The average GP doesn’t earn this much, but anyway, earning 300K as an NHS GP is now possible. How? The usual way is for one GP to be the managing director of several NHS surgeries. Most will employ salaried doctors and nurses to deliver care; the profit becomes singularly that of the managing doctor/director. It’s not illegal, and in fact it is a structure which is being positively encouraged by the government past and present – and PCTs who want to franchise out bits of the NHS to private providers who work on this model.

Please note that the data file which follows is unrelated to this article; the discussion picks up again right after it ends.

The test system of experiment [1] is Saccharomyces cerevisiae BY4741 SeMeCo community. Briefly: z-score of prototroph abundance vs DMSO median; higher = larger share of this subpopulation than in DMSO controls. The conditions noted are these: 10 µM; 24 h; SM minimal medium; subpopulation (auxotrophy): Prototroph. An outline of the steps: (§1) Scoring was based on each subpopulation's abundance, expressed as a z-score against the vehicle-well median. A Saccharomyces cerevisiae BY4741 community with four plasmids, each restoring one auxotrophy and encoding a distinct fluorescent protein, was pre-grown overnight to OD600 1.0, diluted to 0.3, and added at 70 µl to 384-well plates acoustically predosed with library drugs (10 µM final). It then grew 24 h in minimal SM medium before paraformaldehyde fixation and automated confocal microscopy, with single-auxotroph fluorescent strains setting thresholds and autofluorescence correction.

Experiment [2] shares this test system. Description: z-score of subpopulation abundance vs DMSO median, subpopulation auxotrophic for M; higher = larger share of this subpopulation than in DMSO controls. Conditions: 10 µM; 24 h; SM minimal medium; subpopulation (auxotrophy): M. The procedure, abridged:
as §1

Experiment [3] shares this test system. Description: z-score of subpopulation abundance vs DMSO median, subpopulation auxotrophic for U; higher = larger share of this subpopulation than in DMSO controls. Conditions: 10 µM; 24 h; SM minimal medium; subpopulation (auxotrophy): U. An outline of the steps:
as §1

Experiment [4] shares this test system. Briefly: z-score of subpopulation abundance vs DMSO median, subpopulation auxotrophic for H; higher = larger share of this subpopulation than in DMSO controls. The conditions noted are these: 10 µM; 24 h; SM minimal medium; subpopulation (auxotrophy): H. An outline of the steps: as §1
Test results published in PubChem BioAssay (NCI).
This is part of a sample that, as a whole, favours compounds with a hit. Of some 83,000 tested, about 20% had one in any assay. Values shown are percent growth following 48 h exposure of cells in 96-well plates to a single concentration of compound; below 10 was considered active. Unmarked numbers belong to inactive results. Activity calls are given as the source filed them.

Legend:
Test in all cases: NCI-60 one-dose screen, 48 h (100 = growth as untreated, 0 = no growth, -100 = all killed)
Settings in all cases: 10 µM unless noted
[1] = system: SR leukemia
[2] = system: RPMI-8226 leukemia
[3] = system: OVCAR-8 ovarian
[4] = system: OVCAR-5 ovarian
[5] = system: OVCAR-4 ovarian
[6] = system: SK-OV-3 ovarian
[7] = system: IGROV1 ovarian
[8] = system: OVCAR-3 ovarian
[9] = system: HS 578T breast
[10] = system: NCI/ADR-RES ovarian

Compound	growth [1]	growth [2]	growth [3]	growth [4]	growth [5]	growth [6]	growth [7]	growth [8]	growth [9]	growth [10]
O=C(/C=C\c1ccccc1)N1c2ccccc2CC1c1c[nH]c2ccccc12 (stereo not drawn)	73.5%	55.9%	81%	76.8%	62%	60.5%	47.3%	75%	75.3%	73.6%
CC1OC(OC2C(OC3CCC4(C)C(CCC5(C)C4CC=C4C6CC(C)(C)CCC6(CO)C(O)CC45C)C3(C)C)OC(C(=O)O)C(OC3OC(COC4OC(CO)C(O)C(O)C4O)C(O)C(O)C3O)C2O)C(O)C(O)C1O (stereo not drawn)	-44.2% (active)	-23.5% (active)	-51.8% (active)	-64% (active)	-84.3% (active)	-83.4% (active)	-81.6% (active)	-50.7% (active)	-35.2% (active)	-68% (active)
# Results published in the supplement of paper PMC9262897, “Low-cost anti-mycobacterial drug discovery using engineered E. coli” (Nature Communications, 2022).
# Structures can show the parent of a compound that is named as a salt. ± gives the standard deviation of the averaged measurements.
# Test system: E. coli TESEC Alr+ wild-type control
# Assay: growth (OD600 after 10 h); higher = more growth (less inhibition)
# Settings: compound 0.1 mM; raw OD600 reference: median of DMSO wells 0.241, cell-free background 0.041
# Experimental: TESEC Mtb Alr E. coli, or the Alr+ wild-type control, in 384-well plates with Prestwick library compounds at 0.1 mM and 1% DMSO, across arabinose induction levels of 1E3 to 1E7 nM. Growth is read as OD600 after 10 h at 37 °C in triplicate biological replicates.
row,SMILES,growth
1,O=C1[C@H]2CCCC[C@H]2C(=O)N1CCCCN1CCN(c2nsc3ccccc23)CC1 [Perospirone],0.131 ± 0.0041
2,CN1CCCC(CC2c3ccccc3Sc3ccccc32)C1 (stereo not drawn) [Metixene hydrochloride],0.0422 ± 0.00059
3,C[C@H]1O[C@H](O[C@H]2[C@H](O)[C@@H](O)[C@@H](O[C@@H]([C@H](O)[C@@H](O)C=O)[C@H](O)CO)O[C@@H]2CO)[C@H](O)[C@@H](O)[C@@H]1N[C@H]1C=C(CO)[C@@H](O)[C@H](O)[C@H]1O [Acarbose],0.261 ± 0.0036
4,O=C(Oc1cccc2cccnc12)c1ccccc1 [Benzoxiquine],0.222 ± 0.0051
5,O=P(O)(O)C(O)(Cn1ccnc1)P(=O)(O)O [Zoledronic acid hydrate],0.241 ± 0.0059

I don’t like it. I work in a practice where all doctors are partners. It means that we all have a say in how things are run, which means checks and balances as a constant. It means we have the chance to develop clinical interests and follow them through, it means that we are careful about the use of resources and as efficient as possible. It also means that stable medical staffing is more likely, as one is tied in to a small contracting business. That doesn’t mean that salaried or locum doctors aren’t also valuable and useful to patients and the NHS – not at all. Many practices employ salaried doctors where that doctor, for whatever reason, doesn’t want to be responsible or tied in to the business, organisational side of the practice. But a pure business model, where one doctor/manager is overseeing many practices I think is a step too far for the lure of ‘efficiency savings’. The cost savings which attract private providers to the area do come from somewhere, and that is mainly in front line staff. Is it right for the NHS to be allowing such profit to be drawn?